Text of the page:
The potential financial burden resulting from medical care or hospitalization may deter many Americans, particularly those who are uninsured or underinsured, from seeking care. That could lead to catastrophic outcomes for themselves, their families and their communities. On March 18, 2020, the US House and Senate passed a stimulus package that only addresses the cost associated with diagnostic testing and associated medical visits, but not treatment for COVID-19.
“Americans who can’t pay for COVID-19 treatment without fear of huge medical bills may choose to avoid medical care entirely,” said Komala Ramachandra, senior business and human rights researcher at Human Rights Watch. “That will not just hurt people who have the illness, but most likely cause it to spread further.”
The US Centers for Disease Control and Prevention (CDC) project that between 2.4 and 21 million people in the US who contract COVID-19 will need hospitalization, with a significant number of those patients requiring intensive care. Experts estimate that the cost of COVID-19 hospitalization could be over $20,000 per person. For Americans with private insurance, that could translate to $1,300 or more in out-of-pocket costs in the form of deductibles and coinsurance payments.
Uninsured Americans could be billed directly for hospitalization at rates even higher than those with insurance. Low-income Americans face a double burden. They tend to have higher rates of pre-existing chronic health conditions that make them more vulnerable to serious cases of COVID-19 and the associated medical costs.
While older Americans are insured under Medicare, 28 million non-elderly Americans are uninsured. That number has grown for the first time in a decade as the current administration has tried to undo the Affordable Healthcare Act. People of color and children have been particularly affected by the falling numbers with insurance coverage. In addition, nearly one out of every three people in the US is underinsured, meaning they have insurance but it carries high deductibles, co-pays, and other out-of-pocket expenses. People with these high-cost plans are often low-wage workers, making it even more difficult for them to afford health care.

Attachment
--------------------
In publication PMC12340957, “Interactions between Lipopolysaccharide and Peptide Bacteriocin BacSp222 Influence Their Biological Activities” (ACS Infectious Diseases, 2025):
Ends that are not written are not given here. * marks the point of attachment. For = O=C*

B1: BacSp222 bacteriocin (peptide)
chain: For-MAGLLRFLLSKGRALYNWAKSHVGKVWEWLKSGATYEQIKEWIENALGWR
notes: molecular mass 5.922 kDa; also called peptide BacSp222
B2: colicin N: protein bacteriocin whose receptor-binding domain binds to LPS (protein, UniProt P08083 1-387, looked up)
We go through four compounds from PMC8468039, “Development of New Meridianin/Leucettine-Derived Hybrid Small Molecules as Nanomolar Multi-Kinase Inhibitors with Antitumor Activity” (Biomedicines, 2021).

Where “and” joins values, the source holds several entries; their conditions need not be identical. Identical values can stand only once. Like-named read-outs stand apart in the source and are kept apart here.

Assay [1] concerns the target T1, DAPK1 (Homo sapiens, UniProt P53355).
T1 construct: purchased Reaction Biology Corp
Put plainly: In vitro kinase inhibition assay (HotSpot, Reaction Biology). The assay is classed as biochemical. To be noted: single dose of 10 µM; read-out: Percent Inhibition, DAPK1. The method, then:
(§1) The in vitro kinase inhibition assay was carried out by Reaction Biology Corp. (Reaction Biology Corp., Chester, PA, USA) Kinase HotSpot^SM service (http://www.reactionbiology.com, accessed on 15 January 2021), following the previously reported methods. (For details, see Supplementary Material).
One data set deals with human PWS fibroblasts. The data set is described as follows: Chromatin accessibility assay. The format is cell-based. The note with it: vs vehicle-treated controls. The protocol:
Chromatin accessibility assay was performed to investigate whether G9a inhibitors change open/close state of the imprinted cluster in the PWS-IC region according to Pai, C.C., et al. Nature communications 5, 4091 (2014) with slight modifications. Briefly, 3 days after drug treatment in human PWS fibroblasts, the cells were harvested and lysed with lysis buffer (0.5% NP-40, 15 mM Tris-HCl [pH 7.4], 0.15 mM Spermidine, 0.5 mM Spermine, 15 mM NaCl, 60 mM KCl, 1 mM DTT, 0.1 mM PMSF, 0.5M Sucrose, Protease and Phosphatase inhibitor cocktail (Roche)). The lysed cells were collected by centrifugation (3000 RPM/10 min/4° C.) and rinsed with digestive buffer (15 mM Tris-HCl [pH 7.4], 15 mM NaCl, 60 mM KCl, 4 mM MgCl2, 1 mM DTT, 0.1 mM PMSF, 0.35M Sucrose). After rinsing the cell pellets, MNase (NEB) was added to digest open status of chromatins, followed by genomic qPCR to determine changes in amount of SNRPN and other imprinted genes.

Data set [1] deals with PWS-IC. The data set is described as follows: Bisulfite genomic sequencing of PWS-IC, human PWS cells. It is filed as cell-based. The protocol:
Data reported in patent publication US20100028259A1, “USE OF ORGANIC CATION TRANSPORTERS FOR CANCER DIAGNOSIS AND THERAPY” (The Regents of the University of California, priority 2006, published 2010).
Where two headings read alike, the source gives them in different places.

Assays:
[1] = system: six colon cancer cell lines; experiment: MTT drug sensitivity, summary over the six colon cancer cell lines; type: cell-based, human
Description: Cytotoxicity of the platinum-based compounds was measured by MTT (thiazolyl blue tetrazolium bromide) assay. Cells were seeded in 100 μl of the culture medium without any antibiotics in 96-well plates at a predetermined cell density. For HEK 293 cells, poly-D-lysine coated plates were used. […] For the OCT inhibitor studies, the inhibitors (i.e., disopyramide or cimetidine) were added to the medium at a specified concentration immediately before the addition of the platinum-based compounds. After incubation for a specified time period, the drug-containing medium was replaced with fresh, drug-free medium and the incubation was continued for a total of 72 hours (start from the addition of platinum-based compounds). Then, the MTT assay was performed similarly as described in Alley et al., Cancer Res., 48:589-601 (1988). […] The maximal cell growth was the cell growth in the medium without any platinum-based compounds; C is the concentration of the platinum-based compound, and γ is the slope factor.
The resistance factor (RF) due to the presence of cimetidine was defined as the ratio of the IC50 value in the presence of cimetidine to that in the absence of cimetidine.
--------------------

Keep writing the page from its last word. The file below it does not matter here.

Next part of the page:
The growing number of people in the US without adequate coverage has meant that more and more families are struggling to pay their medical bills. A recent study found that more than 137 million Americans are facing financial hardship because of their medical bills, and that medical issues contribute to two-thirds of bankruptcies.
The high cost of care could lead people to avoid testing and treatment entirely, potentially exposing more people to the virus. A third of families already say they chose not to seek medical care generally in the last year because of cost. Compounding this is that many people also do not receive paid sick leave. If people cannot access affordable health care and they don’t have sick leave, they may continue to spread the virus as they have no option but to continue working, with nearly six out of every ten Americans living paycheck to paycheck.
Initiatives at the federal and state level are targeting free testing for COVID-19, but have not yet extended to the cost of treatment. Some states have mandated and some private insurance providers have pledged to waive co-pays and costs for testing but have not made similar commitments for treatment.
The US government has an obligation under international human rights law to ensure that this serious public health crisis does not also become a human rights crisis because people do not have adequate medical care, Human Rights Watch said. The US government has several options to ensure that the cost of treatment does not become a barrier to care.
In their next legislation to address the crisis, Congress could appropriate funds to ensure that treatment costs are covered for anyone unable to afford them and to reduce or eliminate out-of-pocket costs for those with insurance. The director of the CDC can also authorize payment for care and treatment, including costs associated with quarantine and isolation. Both Democratic presidential candidates have proposed mobilizing federal funding to ensure that treatment and care costs are covered for all Americans, whether insured or not.
State governments can also take steps to increase coverage, including by adopting Medicaid expansion, which would reach an additional two million people currently in a coverage gap, and eliminating or drastically reducing their out-of-pocket costs. The federal and state governments can also open special enrollment periods in health insurance marketplaces that would allow uninsured individuals to enroll.
For the roughly 2.2 million people who are currently detained in US prisons and jails, access to adequate health care is critical. A number of states have taken steps to eliminate co-pays for incarcerated populations in response to COVID-19. Local, state, and federal governments need to take steps and secure funding to ensure all incarcerated individuals have access to COVID-19 testing, preventative care, and treatment at no cost.
“For Americans struggling to make ends meet, getting treatment for the coronavirus could be a choice between getting healthy or going broke,” Ramachandra said. “That’s a choice that no one should have to make and the impact on the US could be tragic.”